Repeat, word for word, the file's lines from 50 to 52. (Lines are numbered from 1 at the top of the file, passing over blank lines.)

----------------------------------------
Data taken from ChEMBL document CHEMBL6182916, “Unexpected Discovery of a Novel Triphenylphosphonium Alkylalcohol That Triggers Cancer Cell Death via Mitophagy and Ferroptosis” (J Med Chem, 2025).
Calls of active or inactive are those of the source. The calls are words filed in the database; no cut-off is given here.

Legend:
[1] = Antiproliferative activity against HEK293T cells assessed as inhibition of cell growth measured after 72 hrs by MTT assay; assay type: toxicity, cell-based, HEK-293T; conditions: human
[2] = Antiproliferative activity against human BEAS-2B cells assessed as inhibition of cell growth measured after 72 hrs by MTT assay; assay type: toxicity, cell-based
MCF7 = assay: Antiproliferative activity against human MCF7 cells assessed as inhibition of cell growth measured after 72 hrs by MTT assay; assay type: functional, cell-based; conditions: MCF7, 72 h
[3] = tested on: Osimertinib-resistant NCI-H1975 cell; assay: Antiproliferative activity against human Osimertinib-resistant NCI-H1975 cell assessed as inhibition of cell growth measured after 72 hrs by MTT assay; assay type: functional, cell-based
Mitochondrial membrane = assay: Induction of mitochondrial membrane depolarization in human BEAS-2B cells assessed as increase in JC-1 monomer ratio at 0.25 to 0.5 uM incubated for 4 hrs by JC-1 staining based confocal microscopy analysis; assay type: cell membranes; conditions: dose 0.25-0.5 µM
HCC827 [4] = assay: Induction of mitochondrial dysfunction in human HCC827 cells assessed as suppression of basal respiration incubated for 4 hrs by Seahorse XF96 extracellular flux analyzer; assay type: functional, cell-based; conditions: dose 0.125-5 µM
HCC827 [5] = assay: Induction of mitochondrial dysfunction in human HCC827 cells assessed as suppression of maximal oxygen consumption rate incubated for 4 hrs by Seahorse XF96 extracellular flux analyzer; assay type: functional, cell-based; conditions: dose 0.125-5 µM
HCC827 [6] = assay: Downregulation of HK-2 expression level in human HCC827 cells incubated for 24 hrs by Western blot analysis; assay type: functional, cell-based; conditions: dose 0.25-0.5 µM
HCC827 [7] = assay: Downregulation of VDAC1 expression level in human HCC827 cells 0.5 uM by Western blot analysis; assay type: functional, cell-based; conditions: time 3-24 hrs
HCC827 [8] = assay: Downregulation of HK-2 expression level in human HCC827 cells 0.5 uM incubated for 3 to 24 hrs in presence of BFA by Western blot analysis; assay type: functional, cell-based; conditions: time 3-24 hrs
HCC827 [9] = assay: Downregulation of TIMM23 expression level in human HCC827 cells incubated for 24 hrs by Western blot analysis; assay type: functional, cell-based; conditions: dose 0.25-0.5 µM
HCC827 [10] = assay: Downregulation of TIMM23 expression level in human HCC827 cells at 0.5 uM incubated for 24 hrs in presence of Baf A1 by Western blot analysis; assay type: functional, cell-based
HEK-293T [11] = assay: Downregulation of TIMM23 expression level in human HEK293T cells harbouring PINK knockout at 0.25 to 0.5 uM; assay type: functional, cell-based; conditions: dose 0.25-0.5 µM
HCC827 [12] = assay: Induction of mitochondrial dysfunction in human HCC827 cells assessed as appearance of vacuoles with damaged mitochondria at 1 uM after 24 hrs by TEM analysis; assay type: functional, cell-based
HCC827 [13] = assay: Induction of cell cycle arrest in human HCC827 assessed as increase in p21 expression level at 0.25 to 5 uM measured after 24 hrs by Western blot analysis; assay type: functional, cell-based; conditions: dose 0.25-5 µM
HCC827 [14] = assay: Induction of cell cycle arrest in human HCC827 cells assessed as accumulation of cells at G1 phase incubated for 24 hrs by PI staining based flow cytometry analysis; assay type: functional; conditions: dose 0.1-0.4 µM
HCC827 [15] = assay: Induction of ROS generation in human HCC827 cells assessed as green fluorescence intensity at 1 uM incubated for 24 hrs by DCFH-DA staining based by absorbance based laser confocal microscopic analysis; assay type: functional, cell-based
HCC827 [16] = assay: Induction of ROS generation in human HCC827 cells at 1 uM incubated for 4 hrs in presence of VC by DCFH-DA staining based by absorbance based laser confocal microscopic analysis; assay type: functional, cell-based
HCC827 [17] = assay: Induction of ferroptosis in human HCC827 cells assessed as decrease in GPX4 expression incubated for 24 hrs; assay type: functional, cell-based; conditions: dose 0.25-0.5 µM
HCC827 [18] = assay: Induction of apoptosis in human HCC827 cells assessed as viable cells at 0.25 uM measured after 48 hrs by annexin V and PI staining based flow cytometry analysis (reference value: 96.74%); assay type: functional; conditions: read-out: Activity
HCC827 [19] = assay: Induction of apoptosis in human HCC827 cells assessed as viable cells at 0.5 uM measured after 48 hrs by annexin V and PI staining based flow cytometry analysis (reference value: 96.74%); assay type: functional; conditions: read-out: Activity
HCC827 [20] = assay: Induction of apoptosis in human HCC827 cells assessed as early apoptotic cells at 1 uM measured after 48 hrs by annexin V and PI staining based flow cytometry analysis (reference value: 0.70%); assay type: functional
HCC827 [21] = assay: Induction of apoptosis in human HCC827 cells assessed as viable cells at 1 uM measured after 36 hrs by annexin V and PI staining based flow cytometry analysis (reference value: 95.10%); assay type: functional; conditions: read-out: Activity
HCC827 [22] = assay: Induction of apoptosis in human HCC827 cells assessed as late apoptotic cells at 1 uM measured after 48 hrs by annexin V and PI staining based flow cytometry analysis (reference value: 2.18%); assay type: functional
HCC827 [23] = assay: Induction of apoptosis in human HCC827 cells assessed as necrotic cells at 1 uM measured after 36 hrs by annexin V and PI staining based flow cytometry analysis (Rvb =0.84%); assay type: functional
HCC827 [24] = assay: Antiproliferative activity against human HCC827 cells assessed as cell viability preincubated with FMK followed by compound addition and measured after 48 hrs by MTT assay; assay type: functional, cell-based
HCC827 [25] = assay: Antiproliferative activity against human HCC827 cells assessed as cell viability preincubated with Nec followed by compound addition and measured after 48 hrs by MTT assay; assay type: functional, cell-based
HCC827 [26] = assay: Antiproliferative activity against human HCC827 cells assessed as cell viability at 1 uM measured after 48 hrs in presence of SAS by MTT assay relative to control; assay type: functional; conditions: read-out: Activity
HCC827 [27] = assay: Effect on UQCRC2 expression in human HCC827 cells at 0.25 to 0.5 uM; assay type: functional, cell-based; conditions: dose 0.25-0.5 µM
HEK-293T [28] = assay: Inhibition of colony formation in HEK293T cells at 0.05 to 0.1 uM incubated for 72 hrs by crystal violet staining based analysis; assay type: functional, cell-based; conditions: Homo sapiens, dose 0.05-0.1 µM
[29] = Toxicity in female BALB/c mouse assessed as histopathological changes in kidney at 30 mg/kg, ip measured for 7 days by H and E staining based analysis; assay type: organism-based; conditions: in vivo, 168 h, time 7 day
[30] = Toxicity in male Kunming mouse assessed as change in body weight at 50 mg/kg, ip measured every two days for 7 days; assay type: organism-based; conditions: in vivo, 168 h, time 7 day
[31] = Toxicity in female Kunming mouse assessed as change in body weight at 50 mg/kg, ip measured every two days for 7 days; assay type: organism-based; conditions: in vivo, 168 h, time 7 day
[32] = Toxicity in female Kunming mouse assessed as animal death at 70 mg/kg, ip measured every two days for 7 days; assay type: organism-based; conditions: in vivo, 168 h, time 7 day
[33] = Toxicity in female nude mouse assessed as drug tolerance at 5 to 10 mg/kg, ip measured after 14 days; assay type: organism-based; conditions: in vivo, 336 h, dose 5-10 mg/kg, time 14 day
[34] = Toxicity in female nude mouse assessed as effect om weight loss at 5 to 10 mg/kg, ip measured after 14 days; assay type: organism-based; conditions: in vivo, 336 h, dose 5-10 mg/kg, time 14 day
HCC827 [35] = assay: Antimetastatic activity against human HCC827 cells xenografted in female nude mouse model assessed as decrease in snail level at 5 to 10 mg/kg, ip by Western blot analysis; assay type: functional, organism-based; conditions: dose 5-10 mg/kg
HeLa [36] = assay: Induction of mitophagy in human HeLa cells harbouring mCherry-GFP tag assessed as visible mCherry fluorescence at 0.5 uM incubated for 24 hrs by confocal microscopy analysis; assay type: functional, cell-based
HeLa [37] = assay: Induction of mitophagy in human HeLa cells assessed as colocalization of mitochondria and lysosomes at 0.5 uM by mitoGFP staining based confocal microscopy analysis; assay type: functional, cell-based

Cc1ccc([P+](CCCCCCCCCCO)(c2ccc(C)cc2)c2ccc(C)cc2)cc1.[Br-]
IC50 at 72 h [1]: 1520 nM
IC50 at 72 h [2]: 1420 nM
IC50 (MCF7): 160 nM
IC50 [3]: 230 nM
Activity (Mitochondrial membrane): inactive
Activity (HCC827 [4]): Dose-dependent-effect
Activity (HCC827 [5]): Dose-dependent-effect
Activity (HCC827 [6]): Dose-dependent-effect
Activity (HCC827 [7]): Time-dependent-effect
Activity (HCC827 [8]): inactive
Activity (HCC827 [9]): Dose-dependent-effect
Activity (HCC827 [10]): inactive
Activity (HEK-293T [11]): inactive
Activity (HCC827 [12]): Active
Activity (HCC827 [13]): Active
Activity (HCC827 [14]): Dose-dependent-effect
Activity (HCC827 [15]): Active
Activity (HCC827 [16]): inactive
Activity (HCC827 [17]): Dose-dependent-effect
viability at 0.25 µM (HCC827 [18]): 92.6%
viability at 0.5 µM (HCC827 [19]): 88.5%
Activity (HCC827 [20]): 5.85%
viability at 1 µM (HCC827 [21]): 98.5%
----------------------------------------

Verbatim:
Activity (HCC827 [5]): Dose-dependent-effect
Activity (HCC827 [6]): Dose-dependent-effect
Activity (HCC827 [7]): Time-dependent-effect